Business Intelligence software can greatly assist nonprofits in making better use of data they collect from submissions by potential and actual awardees. When you have a specific mission for your funds, finding more efficient ways to track performance can be extremely beneficial, according to Idealware. While people in the nonprofit sector tend to go with their gut and do what their hearts tell them, proper utilization of data can lead to better choices and larger donations. You can immediately see which organizations utilized your funds and use this information to increase the efficiency of operations and further the goals of your organization.
A study from the Nonprofit Technology Network cited by Heller Consulting found that 99 percent of nonprofits are already tracking some kind of data. Most often, these organizations indicated they tracked financial and operational data. You are most likely obligated to provide some type of reporting. Chances are, though, there’s a better solution out there.
What is business intelligence?
While organizations may be keeping track of data from different parts of their operations, they aren’t necessarily using it meaningfully. Without the right tools, the information from different aspects of your nonprofit’s business can be isolated, and when these systems can’t communicate with one another, that can be a problem.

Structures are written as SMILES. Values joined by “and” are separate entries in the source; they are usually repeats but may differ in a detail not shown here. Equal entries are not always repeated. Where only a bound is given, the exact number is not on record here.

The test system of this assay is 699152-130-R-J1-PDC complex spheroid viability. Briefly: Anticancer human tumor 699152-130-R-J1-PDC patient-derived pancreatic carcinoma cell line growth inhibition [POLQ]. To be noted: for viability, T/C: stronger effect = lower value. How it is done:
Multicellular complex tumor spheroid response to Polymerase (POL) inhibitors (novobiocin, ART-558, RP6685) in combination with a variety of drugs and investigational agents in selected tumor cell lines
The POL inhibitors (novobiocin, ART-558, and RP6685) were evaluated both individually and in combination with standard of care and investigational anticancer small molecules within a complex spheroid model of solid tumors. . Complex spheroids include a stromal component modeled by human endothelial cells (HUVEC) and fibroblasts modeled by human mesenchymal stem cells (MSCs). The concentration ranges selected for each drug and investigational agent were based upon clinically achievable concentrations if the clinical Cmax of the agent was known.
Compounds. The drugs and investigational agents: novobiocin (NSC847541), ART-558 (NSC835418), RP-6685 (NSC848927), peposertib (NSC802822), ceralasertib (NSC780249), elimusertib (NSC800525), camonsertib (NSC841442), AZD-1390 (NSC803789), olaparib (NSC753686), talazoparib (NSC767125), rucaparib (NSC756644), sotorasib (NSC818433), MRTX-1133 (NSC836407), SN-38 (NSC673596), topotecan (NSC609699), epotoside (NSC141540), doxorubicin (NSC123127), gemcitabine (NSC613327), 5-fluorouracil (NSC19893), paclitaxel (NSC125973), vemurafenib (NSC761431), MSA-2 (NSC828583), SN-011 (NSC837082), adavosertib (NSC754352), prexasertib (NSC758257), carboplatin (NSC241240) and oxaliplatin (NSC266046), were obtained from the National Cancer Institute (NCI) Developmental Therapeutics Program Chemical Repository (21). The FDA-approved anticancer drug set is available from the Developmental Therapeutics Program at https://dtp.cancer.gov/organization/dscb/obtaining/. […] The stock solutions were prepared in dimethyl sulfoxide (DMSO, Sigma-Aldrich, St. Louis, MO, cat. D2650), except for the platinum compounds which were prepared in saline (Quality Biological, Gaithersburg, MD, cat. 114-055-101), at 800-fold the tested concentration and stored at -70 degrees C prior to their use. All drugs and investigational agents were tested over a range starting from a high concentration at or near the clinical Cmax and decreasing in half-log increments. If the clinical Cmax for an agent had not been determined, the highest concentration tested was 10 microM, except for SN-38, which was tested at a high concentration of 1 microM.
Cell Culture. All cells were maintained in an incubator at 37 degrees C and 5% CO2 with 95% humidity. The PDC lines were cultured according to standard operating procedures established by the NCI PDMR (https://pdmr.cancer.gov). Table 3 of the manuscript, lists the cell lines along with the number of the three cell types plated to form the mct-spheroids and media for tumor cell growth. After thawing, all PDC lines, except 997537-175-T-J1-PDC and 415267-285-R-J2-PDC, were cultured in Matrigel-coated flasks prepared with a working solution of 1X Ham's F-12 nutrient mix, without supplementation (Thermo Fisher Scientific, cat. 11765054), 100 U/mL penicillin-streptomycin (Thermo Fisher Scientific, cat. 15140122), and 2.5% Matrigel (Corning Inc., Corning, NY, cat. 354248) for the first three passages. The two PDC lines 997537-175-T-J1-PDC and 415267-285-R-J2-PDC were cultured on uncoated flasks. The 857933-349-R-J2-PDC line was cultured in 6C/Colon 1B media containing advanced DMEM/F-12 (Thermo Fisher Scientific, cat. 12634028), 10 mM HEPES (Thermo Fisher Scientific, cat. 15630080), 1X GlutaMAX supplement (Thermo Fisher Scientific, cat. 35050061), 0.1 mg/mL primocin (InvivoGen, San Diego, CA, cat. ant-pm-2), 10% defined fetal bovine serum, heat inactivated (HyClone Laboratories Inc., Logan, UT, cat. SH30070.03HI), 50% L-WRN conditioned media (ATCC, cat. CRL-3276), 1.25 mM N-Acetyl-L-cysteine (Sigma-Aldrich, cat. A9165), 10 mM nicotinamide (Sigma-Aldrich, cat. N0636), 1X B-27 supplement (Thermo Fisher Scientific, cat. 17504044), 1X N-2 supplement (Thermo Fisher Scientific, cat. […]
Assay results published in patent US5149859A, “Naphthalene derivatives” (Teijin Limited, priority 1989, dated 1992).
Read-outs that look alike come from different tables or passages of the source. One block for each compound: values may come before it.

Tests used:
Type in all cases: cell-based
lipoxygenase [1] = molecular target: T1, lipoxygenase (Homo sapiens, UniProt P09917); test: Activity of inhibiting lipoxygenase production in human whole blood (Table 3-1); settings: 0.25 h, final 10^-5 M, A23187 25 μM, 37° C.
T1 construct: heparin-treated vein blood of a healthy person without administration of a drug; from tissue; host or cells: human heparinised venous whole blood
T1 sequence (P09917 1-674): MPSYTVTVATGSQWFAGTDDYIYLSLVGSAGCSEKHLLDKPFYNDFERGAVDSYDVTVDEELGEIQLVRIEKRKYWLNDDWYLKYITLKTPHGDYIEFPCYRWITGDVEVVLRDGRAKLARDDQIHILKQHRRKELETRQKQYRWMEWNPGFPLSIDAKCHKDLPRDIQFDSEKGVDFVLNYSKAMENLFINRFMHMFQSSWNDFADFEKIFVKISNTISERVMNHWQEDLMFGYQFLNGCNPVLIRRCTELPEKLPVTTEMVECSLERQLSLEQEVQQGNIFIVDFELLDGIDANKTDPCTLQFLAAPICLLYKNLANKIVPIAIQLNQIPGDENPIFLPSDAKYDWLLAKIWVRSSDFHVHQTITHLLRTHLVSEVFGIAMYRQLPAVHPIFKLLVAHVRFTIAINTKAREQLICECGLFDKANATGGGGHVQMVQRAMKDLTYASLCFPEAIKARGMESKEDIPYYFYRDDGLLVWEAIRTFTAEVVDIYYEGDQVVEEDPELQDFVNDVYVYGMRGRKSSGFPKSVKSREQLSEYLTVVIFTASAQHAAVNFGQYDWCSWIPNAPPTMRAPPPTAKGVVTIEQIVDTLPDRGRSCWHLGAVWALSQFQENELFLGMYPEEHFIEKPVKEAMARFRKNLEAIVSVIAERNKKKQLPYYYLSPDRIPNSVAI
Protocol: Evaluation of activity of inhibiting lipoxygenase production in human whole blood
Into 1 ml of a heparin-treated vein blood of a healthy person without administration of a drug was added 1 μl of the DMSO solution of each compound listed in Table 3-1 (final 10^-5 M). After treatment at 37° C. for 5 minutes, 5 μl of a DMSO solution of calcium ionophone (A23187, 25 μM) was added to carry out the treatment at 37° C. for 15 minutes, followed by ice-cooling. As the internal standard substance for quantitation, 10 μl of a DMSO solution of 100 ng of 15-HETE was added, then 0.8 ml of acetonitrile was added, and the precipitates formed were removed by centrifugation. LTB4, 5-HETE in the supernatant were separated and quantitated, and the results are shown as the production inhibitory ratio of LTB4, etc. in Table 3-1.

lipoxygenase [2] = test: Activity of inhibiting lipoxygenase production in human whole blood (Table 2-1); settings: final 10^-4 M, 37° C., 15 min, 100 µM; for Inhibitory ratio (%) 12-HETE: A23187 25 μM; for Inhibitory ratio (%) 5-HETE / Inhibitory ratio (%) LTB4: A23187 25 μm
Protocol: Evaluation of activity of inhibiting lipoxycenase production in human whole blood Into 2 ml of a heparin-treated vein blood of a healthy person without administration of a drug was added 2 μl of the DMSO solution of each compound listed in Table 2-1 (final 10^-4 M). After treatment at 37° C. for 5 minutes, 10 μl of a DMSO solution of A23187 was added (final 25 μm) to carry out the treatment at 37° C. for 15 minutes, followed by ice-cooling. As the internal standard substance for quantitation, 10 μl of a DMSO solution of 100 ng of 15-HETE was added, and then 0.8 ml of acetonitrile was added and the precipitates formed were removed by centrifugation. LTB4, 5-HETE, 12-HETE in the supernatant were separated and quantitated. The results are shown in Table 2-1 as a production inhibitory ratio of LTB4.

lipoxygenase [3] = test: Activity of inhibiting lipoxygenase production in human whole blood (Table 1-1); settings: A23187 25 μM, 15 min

BI platforms can collect data from multiple applications in a central location that is separate from the initial storage centers. This way it can be manipulated for better analysis and it won’t affect the numbers, Idealware states. In addition to collecting data and helping you analyze it more efficiently, BI software makes it far easier to visualize the numbers and perform immediate analysis.
Good BI tools will create dynamic visualizations of data, so you can make sense of it more quickly. Business Intelligence will allow you to log in to a dashboard that brings together data from multiple sources, from grantees to financial information. If you’ve ever had the experience of trying to integrate data from three separate spreadsheets or databases and determine relationships, you can probably see how an automated system is beneficial.
With all of the advantages BI can offer to nonprofits, why aren’t more organizations using a streamlined platform to collect and present this data? Nonprofit blogger Beth Kanter believes it’s because employees feel they lack the skills to collect and manage data.
How can nonprofits get started?
If all of this sounds like it must be expensive, fear not! Since these platforms have been on the market for a while, prices have dropped significantly, and it’s very likely you’ll be able to find one that fits your budget and the scope of your operations. There are a number of BI platforms on the market, so your organization will have to do some research to determine which one is right for you. There are a number of platforms that include this functionality along with grant or scholarship management, which can be an additional benefit for foundations that need to report on the fulfillment of fund criteria. No matter what you choose, successful integration of software can lead to process improvement, and save you time and energy in the long run.